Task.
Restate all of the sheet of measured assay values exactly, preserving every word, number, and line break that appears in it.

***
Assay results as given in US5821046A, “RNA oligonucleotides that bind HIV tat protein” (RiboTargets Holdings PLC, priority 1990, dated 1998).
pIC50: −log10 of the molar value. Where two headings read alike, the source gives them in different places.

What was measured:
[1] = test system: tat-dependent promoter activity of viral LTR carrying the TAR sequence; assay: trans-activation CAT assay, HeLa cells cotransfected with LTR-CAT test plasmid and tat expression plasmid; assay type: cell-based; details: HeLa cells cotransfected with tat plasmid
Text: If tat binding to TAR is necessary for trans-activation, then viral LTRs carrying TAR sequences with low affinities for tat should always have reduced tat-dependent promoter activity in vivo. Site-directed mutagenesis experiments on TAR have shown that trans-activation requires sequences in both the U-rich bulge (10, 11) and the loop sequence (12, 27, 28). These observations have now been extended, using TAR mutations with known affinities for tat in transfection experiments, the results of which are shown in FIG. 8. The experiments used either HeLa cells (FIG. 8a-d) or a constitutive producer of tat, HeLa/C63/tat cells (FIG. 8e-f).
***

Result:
Assay results as given in US5821046A, “RNA oligonucleotides that bind HIV tat protein” (RiboTargets Holdings PLC, priority 1990, dated 1998).
pIC50: −log10 of the molar value. Where two headings read alike, the source gives them in different places.

What was measured:
[1] = test system: tat-dependent promoter activity of viral LTR carrying the TAR sequence; assay: trans-activation CAT assay, HeLa cells cotransfected with LTR-CAT test plasmid and tat expression plasmid; assay type: cell-based; details: HeLa cells cotransfected with tat plasmid
Text: If tat binding to TAR is necessary for trans-activation, then viral LTRs carrying TAR sequences with low affinities for tat should always have reduced tat-dependent promoter activity in vivo. Site-directed mutagenesis experiments on TAR have shown that trans-activation requires sequences in both the U-rich bulge (10, 11) and the loop sequence (12, 27, 28). These observations have now been extended, using TAR mutations with known affinities for tat in transfection experiments, the results of which are shown in FIG. 8. The experiments used either HeLa cells (FIG. 8a-d) or a constitutive producer of tat, HeLa/C63/tat cells (FIG. 8e-f).